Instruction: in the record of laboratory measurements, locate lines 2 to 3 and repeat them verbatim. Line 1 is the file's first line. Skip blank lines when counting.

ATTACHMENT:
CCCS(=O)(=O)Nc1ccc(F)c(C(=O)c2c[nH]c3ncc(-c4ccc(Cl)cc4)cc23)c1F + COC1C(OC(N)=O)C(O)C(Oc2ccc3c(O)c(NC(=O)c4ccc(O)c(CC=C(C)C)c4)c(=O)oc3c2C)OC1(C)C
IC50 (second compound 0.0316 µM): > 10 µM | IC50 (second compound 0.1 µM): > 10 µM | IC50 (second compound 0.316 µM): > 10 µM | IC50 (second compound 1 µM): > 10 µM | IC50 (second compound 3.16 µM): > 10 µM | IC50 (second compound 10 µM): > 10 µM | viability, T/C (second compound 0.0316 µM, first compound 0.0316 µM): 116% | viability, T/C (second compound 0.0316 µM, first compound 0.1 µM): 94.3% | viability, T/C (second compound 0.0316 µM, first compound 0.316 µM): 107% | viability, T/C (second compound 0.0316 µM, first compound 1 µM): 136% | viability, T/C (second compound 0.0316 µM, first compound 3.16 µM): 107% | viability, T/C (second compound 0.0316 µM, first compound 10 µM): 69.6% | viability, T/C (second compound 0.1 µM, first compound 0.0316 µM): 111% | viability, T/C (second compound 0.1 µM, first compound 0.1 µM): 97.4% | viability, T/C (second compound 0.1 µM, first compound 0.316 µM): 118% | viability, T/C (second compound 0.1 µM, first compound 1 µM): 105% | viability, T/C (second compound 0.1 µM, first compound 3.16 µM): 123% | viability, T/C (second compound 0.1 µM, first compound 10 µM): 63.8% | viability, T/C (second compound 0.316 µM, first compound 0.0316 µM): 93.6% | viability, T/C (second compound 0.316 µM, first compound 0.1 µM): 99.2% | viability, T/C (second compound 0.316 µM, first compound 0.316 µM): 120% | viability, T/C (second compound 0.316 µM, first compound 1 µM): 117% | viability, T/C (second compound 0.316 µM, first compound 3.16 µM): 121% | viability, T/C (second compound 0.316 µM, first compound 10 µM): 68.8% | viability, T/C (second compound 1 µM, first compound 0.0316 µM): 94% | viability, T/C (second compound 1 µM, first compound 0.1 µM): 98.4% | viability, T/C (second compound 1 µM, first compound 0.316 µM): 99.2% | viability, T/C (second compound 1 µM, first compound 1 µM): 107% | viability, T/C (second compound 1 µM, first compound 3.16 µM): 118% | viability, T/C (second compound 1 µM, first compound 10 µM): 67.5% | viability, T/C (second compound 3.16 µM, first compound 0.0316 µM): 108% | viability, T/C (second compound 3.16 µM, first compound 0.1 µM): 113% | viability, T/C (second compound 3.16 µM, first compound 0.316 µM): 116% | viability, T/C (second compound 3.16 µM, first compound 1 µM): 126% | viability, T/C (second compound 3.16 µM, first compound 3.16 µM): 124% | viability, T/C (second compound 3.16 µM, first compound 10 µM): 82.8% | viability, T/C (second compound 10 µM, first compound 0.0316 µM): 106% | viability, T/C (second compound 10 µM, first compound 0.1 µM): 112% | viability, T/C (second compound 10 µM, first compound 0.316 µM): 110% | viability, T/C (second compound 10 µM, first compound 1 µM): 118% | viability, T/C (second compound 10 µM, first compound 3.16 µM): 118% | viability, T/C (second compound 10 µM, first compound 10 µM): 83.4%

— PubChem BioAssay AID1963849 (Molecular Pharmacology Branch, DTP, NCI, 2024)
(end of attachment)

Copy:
IC50 (second compound 0.0316 µM): > 10 µM | IC50 (second compound 0.1 µM): > 10 µM | IC50 (second compound 0.316 µM): > 10 µM | IC50 (second compound 1 µM): > 10 µM | IC50 (second compound 3.16 µM): > 10 µM | IC50 (second compound 10 µM): > 10 µM | viability, T/C (second compound 0.0316 µM, first compound 0.0316 µM): 116% | viability, T/C (second compound 0.0316 µM, first compound 0.1 µM): 94.3% | viability, T/C (second compound 0.0316 µM, first compound 0.316 µM): 107% | viability, T/C (second compound 0.0316 µM, first compound 1 µM): 136% | viability, T/C (second compound 0.0316 µM, first compound 3.16 µM): 107% | viability, T/C (second compound 0.0316 µM, first compound 10 µM): 69.6% | viability, T/C (second compound 0.1 µM, first compound 0.0316 µM): 111% | viability, T/C (second compound 0.1 µM, first compound 0.1 µM): 97.4% | viability, T/C (second compound 0.1 µM, first compound 0.316 µM): 118% | viability, T/C (second compound 0.1 µM, first compound 1 µM): 105% | viability, T/C (second compound 0.1 µM, first compound 3.16 µM): 123% | viability, T/C (second compound 0.1 µM, first compound 10 µM): 63.8% | viability, T/C (second compound 0.316 µM, first compound 0.0316 µM): 93.6% | viability, T/C (second compound 0.316 µM, first compound 0.1 µM): 99.2% | viability, T/C (second compound 0.316 µM, first compound 0.316 µM): 120% | viability, T/C (second compound 0.316 µM, first compound 1 µM): 117% | viability, T/C (second compound 0.316 µM, first compound 3.16 µM): 121% | viability, T/C (second compound 0.316 µM, first compound 10 µM): 68.8% | viability, T/C (second compound 1 µM, first compound 0.0316 µM): 94% | viability, T/C (second compound 1 µM, first compound 0.1 µM): 98.4% | viability, T/C (second compound 1 µM, first compound 0.316 µM): 99.2% | viability, T/C (second compound 1 µM, first compound 1 µM): 107% | viability, T/C (second compound 1 µM, first compound 3.16 µM): 118% | viability, T/C (second compound 1 µM, first compound 10 µM): 67.5% | viability, T/C (second compound 3.16 µM, first compound 0.0316 µM): 108% | viability, T/C (second compound 3.16 µM, first compound 0.1 µM): 113% | viability, T/C (second compound 3.16 µM, first compound 0.316 µM): 116% | viability, T/C (second compound 3.16 µM, first compound 1 µM): 126% | viability, T/C (second compound 3.16 µM, first compound 3.16 µM): 124% | viability, T/C (second compound 3.16 µM, first compound 10 µM): 82.8% | viability, T/C (second compound 10 µM, first compound 0.0316 µM): 106% | viability, T/C (second compound 10 µM, first compound 0.1 µM): 112% | viability, T/C (second compound 10 µM, first compound 0.316 µM): 110% | viability, T/C (second compound 10 µM, first compound 1 µM): 118% | viability, T/C (second compound 10 µM, first compound 3.16 µM): 118% | viability, T/C (second compound 10 µM, first compound 10 µM): 83.4%

— PubChem BioAssay AID1963849 (Molecular Pharmacology Branch, DTP, NCI, 2024)